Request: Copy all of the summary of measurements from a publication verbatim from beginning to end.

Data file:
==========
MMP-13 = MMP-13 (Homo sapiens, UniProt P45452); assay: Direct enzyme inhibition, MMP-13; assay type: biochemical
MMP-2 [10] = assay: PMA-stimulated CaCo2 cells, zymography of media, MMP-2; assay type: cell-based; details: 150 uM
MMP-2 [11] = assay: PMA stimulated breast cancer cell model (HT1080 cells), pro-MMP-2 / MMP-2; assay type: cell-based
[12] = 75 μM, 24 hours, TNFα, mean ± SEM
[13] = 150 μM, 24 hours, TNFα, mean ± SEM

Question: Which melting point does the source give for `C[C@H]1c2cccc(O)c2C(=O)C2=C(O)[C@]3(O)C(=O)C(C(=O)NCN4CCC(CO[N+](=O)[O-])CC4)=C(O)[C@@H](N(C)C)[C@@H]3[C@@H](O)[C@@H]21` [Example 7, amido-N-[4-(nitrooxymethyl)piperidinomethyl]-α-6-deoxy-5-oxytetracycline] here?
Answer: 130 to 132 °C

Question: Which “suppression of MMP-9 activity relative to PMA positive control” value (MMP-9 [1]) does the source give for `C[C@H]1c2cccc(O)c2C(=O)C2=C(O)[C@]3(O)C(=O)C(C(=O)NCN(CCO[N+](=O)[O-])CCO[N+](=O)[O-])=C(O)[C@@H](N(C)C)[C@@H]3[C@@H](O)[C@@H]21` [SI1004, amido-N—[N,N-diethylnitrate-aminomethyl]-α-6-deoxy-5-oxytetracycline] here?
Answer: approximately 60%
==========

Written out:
MMP-13 = MMP-13 (Homo sapiens, UniProt P45452); assay: Direct enzyme inhibition, MMP-13; assay type: biochemical
MMP-2 [10] = assay: PMA-stimulated CaCo2 cells, zymography of media, MMP-2; assay type: cell-based; details: 150 uM
MMP-2 [11] = assay: PMA stimulated breast cancer cell model (HT1080 cells), pro-MMP-2 / MMP-2; assay type: cell-based
[12] = 75 μM, 24 hours, TNFα, mean ± SEM
[13] = 150 μM, 24 hours, TNFα, mean ± SEM

Question: Which melting point does the source give for `C[C@H]1c2cccc(O)c2C(=O)C2=C(O)[C@]3(O)C(=O)C(C(=O)NCN4CCC(CO[N+](=O)[O-])CC4)=C(O)[C@@H](N(C)C)[C@@H]3[C@@H](O)[C@@H]21` [Example 7, amido-N-[4-(nitrooxymethyl)piperidinomethyl]-α-6-deoxy-5-oxytetracycline] here?
Answer: 130 to 132 °C

Question: Which “suppression of MMP-9 activity relative to PMA positive control” value (MMP-9 [1]) does the source give for `C[C@H]1c2cccc(O)c2C(=O)C2=C(O)[C@]3(O)C(=O)C(C(=O)NCN(CCO[N+](=O)[O-])CCO[N+](=O)[O-])=C(O)[C@@H](N(C)C)[C@@H]3[C@@H](O)[C@@H]21` [SI1004, amido-N—[N,N-diethylnitrate-aminomethyl]-α-6-deoxy-5-oxytetracycline] here?
Answer: approximately 60%